New Brunswick has the fewest number of cases of the flu across Canada so far this season, says the province's deputy chief medical officer of health.

Dr. Denis Allard, said most of the cases in New Brunswick appear to be the H3N2 strain, which produces severe symptoms.


Dr. Denis Allard says the flu strain H3N2 produces severe symptoms. (CBC)

He said people should get the flu shot if they haven't already.

"It looks like the variety of the strains that are included in the vaccine are the ones that are circulating right now so we would expect a good protection as long as people have been vaccinated at least 10 days prior to being exposed," said Allard.

There have been 55 confirmed cases of the flu in New Brunswick to date, said Allard.

"Certainly the provinces in the west seems to have gotten the early curve of it and we are more at the tail end," he said.

"However, we had just a little bit of activity prior to the Christmas break, just around 15 positive cases reported to us, but since then we've had about 40 more and it seems to be of the H3N2 variety."

According to Health Canada, there were around 3,500 cases of influenza in the country as of Dec. 15. By the same time in 2011, there were only 182 cases.

The flu typically strikes any time between November and April, with a peak somewhere near the end of January.


New Brunswick offers the flu shot for free to several groups of people who are considered at high risk. (Jeff McIntosh/Canadian Press)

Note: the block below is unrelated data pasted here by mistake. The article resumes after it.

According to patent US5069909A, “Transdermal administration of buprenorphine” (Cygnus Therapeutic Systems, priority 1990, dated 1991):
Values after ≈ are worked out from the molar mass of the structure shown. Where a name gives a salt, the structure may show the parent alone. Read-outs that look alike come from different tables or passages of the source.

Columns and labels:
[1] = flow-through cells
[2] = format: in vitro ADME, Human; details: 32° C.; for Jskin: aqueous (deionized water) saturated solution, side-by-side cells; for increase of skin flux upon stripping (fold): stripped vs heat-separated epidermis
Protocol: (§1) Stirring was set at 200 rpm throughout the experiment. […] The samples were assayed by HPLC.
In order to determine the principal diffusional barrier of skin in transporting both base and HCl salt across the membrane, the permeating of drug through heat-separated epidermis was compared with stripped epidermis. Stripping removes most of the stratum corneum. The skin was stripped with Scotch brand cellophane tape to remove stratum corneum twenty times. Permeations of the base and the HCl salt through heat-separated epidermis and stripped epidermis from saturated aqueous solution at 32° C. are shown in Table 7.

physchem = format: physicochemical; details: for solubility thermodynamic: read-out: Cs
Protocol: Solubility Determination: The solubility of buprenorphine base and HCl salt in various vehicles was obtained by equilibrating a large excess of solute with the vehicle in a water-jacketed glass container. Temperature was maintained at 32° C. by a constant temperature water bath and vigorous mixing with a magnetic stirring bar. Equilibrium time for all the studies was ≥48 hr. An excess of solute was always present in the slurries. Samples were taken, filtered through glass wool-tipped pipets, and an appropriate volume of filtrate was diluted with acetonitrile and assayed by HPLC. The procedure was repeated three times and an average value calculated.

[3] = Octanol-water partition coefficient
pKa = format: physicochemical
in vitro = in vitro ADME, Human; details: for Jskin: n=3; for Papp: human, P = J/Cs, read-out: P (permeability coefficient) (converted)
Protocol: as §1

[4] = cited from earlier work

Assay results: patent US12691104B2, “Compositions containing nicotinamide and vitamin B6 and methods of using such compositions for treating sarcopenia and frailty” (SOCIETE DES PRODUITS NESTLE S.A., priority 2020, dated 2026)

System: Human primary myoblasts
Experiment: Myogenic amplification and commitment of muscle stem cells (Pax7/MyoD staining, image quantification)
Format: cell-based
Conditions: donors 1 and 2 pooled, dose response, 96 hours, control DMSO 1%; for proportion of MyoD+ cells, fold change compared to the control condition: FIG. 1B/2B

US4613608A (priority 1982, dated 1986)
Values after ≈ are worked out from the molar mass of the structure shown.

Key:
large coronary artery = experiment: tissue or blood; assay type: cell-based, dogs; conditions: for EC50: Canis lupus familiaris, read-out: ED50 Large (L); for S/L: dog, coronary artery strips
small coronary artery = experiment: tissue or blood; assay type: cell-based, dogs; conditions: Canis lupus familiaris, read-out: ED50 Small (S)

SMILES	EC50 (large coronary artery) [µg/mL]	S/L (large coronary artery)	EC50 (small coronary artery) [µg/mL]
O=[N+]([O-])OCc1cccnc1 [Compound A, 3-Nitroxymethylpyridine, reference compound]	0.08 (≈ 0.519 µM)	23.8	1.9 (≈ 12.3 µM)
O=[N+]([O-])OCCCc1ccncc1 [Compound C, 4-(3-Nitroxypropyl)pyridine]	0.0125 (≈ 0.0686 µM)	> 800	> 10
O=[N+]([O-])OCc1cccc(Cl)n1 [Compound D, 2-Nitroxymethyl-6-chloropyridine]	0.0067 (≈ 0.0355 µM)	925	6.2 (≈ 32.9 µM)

New Brunswick offers the flu shot for free to adults and children with chronic conditions, such as diabetes and cancer; people in nursing homes and other chronic care facilities; people aged 65 and over; healthy children aged six months to 18 years of age; pregnant women; Aboriginal people and anyone capable of transmitting the flu to those considered at high risk for complications, including death.

Immunization is available through primary care providers, public health nurses, certified pharmacists, the Victorian Order of Nurses and some workplaces.

In October, half of New Brunswick's supply of the flu vaccine was put on hold, pending a review by Health Canada after clumping particles were discovered in some batches in Europe.

About 50,000 doses of the Agriflu vaccine, manufactured by Novartis, had already been distributed across the province at that time, with no reported ill-effects, officials had said.

The vaccine was deemed safe to use on Oct. 31.

New Brunswick gets about 260,000 flu vaccine doses a year.